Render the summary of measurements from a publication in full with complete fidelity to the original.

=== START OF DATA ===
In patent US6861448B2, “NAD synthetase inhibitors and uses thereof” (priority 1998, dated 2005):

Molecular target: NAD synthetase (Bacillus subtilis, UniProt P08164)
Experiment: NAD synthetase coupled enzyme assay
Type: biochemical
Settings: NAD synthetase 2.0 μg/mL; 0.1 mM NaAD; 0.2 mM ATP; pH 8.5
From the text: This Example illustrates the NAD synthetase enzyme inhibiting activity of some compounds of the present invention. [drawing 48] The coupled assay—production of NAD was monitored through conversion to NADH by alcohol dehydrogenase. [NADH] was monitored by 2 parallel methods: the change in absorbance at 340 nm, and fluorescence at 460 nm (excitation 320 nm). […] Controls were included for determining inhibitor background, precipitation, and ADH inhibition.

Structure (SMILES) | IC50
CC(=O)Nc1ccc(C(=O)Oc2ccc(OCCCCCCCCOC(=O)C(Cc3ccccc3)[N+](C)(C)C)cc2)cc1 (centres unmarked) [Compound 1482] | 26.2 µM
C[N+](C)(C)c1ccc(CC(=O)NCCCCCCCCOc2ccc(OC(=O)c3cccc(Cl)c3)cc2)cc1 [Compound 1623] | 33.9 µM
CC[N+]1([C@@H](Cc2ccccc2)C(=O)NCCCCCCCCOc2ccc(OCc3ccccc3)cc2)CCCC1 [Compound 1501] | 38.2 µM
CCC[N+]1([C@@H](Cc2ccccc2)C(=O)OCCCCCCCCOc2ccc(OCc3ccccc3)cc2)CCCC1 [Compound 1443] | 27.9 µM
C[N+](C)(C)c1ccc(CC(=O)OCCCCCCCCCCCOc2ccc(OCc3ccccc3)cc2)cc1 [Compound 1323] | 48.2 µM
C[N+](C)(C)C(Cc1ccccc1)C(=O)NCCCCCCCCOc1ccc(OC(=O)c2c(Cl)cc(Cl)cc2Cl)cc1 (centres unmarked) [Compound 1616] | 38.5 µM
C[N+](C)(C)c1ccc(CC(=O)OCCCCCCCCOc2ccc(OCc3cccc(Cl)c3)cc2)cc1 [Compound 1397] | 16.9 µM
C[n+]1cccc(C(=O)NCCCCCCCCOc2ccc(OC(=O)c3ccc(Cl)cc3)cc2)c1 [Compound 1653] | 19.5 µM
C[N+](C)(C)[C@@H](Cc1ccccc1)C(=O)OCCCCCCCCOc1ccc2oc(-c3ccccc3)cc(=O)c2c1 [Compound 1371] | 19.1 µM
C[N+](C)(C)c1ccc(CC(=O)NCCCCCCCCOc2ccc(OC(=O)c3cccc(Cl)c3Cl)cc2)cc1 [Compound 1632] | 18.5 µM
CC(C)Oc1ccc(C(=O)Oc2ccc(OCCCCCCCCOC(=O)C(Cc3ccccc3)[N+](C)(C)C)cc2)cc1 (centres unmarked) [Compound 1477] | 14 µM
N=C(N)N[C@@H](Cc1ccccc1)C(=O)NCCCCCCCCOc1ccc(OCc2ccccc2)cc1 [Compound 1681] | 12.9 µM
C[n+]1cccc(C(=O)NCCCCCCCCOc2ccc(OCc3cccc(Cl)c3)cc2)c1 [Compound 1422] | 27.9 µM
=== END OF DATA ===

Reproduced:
In patent US6861448B2, “NAD synthetase inhibitors and uses thereof” (priority 1998, dated 2005):

Molecular target: NAD synthetase (Bacillus subtilis, UniProt P08164)
Experiment: NAD synthetase coupled enzyme assay
Type: biochemical
Settings: NAD synthetase 2.0 μg/mL; 0.1 mM NaAD; 0.2 mM ATP; pH 8.5
From the text: This Example illustrates the NAD synthetase enzyme inhibiting activity of some compounds of the present invention. [drawing 48] The coupled assay—production of NAD was monitored through conversion to NADH by alcohol dehydrogenase. [NADH] was monitored by 2 parallel methods: the change in absorbance at 340 nm, and fluorescence at 460 nm (excitation 320 nm). […] Controls were included for determining inhibitor background, precipitation, and ADH inhibition.

Structure (SMILES) | IC50
CC(=O)Nc1ccc(C(=O)Oc2ccc(OCCCCCCCCOC(=O)C(Cc3ccccc3)[N+](C)(C)C)cc2)cc1 (centres unmarked) [Compound 1482] | 26.2 µM
C[N+](C)(C)c1ccc(CC(=O)NCCCCCCCCOc2ccc(OC(=O)c3cccc(Cl)c3)cc2)cc1 [Compound 1623] | 33.9 µM
CC[N+]1([C@@H](Cc2ccccc2)C(=O)NCCCCCCCCOc2ccc(OCc3ccccc3)cc2)CCCC1 [Compound 1501] | 38.2 µM
CCC[N+]1([C@@H](Cc2ccccc2)C(=O)OCCCCCCCCOc2ccc(OCc3ccccc3)cc2)CCCC1 [Compound 1443] | 27.9 µM
C[N+](C)(C)c1ccc(CC(=O)OCCCCCCCCCCCOc2ccc(OCc3ccccc3)cc2)cc1 [Compound 1323] | 48.2 µM
C[N+](C)(C)C(Cc1ccccc1)C(=O)NCCCCCCCCOc1ccc(OC(=O)c2c(Cl)cc(Cl)cc2Cl)cc1 (centres unmarked) [Compound 1616] | 38.5 µM
C[N+](C)(C)c1ccc(CC(=O)OCCCCCCCCOc2ccc(OCc3cccc(Cl)c3)cc2)cc1 [Compound 1397] | 16.9 µM
C[n+]1cccc(C(=O)NCCCCCCCCOc2ccc(OC(=O)c3ccc(Cl)cc3)cc2)c1 [Compound 1653] | 19.5 µM
C[N+](C)(C)[C@@H](Cc1ccccc1)C(=O)OCCCCCCCCOc1ccc2oc(-c3ccccc3)cc(=O)c2c1 [Compound 1371] | 19.1 µM
C[N+](C)(C)c1ccc(CC(=O)NCCCCCCCCOc2ccc(OC(=O)c3cccc(Cl)c3Cl)cc2)cc1 [Compound 1632] | 18.5 µM
CC(C)Oc1ccc(C(=O)Oc2ccc(OCCCCCCCCOC(=O)C(Cc3ccccc3)[N+](C)(C)C)cc2)cc1 (centres unmarked) [Compound 1477] | 14 µM
N=C(N)N[C@@H](Cc1ccccc1)C(=O)NCCCCCCCCOc1ccc(OCc2ccccc2)cc1 [Compound 1681] | 12.9 µM
C[n+]1cccc(C(=O)NCCCCCCCCOc2ccc(OCc3cccc(Cl)c3)cc2)c1 [Compound 1422] | 27.9 µM